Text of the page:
Given the president’s behavior and the goofiness of his public pronouncements, senators have ample reason to wonder out loud about the commander in chief’s ability to keep us safe.

Trump tweet is ‘almost funny’

I now am going to admit something.

I giggled a bit when I read something about what Donald Trump tweeted about North Korean dictator Kim Jong Un.

Kim supposedly said something about Trump being “old.” The president took offense. He said he’d never call Kim “short and fat.”

Oops! Didn’t he just do exactly that? Sure he did.

Actually I found the president’s tweet kinda/sorta clever. But I don’t want to encourage him to keep doing it.

You see, the worldwide stakes are pretty damn high. Kim wants to build a nuclear weapon delivery system that reaches the United States of America. He’s said so publicly. Trump keeps yammering about “the military option” being on the table.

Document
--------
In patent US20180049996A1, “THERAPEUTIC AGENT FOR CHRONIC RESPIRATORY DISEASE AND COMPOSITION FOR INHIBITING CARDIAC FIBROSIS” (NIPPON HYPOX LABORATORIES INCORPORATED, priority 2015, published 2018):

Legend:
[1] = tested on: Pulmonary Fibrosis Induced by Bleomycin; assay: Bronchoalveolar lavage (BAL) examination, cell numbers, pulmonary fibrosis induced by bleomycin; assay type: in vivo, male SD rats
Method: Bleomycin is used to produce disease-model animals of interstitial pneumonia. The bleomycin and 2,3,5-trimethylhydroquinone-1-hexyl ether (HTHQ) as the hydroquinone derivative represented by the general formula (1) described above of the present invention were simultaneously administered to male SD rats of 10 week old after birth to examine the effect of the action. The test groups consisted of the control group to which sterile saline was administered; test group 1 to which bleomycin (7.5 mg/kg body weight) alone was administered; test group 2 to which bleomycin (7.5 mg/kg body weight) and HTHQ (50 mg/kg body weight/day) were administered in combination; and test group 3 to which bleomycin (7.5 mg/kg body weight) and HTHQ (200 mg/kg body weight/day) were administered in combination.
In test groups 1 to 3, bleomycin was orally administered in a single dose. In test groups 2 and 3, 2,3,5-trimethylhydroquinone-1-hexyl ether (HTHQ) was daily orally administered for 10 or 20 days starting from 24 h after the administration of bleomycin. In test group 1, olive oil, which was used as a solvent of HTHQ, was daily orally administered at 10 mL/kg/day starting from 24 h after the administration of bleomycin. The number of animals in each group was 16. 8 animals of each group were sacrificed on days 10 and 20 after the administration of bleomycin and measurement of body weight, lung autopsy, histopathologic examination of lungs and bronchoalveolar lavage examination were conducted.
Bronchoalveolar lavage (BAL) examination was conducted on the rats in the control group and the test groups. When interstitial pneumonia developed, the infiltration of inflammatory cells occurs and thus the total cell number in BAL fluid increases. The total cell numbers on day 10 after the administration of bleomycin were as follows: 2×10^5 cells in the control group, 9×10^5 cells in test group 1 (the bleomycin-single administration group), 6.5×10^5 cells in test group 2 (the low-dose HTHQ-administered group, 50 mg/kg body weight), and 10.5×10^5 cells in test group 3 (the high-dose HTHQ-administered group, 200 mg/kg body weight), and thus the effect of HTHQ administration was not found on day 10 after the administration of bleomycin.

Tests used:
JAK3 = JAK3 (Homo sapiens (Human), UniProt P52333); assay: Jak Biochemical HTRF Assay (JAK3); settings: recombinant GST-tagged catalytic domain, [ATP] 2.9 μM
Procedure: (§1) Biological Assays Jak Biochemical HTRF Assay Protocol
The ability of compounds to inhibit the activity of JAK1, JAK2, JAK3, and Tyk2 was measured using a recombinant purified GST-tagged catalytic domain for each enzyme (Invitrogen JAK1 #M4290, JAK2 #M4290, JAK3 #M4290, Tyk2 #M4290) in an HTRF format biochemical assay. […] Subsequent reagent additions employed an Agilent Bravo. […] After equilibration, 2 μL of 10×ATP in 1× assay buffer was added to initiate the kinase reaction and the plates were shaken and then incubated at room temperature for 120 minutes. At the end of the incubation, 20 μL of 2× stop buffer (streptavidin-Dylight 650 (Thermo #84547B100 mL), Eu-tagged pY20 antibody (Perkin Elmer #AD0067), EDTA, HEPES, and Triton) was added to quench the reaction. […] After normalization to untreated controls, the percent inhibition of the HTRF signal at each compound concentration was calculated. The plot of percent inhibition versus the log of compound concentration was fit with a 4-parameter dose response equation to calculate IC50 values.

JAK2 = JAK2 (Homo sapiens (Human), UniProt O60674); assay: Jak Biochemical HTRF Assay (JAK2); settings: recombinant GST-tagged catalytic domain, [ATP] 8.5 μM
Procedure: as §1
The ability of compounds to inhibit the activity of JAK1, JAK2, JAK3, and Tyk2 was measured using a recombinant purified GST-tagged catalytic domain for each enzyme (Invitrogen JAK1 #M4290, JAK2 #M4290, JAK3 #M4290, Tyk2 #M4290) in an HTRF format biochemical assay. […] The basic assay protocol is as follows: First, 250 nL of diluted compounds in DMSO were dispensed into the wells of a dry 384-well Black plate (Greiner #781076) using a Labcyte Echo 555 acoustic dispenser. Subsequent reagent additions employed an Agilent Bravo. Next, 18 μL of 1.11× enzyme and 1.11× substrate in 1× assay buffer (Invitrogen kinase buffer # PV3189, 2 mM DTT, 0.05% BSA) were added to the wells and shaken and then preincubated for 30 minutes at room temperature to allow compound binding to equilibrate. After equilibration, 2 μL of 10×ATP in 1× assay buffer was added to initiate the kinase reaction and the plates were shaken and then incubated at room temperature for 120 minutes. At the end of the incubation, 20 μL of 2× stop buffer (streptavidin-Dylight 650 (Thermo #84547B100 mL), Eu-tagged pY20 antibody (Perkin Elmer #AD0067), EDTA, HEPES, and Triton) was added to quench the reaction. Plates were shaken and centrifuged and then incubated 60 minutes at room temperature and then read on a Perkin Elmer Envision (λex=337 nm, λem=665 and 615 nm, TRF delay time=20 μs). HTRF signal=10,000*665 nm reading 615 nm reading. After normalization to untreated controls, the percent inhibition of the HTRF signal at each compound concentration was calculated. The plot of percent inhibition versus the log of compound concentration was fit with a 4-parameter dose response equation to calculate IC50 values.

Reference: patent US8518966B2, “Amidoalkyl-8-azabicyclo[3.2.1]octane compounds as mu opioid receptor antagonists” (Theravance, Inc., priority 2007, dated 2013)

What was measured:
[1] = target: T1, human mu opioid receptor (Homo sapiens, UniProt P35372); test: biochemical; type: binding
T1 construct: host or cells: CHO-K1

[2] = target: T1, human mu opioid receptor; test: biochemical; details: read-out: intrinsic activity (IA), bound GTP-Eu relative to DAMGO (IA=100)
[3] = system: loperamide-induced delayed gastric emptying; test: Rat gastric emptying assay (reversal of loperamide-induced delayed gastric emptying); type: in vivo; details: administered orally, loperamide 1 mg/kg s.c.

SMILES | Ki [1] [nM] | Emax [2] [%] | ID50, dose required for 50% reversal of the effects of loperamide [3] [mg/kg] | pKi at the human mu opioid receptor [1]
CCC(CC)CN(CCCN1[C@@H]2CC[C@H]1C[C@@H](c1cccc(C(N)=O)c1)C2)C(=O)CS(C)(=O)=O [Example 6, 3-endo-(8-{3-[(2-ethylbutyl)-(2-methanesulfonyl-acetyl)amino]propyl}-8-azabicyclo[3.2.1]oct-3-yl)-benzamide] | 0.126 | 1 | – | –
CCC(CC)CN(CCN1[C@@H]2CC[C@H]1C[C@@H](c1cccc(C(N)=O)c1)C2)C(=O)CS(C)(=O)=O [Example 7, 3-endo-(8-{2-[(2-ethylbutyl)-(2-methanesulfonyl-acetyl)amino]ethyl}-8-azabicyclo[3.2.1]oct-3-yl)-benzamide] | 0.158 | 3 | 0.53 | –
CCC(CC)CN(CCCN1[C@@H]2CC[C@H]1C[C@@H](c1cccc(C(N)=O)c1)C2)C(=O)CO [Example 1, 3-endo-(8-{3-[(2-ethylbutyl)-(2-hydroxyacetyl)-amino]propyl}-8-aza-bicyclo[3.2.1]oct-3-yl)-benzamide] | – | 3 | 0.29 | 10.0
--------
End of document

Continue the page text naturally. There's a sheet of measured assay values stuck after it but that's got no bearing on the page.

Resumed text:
It’s a dangerous world out there, Mr. President. Going to war in Korea isn’t an option — and I don’t give a damn what the president threatens to do if Kim keeps “threatening” the United States and South Korea.

He’s dealing with someone no one outside of North Korea seems to know. No one can determine with any certainty how he will respond to these kinds of personal insults.

I just wish the president would stop saying out loud what he’s entitled to think in private.

Now POTUS welcomes talks with North Korea

Donald J. Trump is all over the pea patch regarding North Korea.

The president a few weeks ago tweeted that Secretary of State Rex Tillerson was wasting his time seeking a direct meeting with North Koreans regarding that country’s threats to use nuclear weapons against the United States and South Korea.

Oh, but while visiting South Korea this week, the president has let it be known that he would be willing to talk to North Korean strongman Kim Jong Un.

Which is it, Mr. President?

Frankly, I welcome the second overture far more than the first one.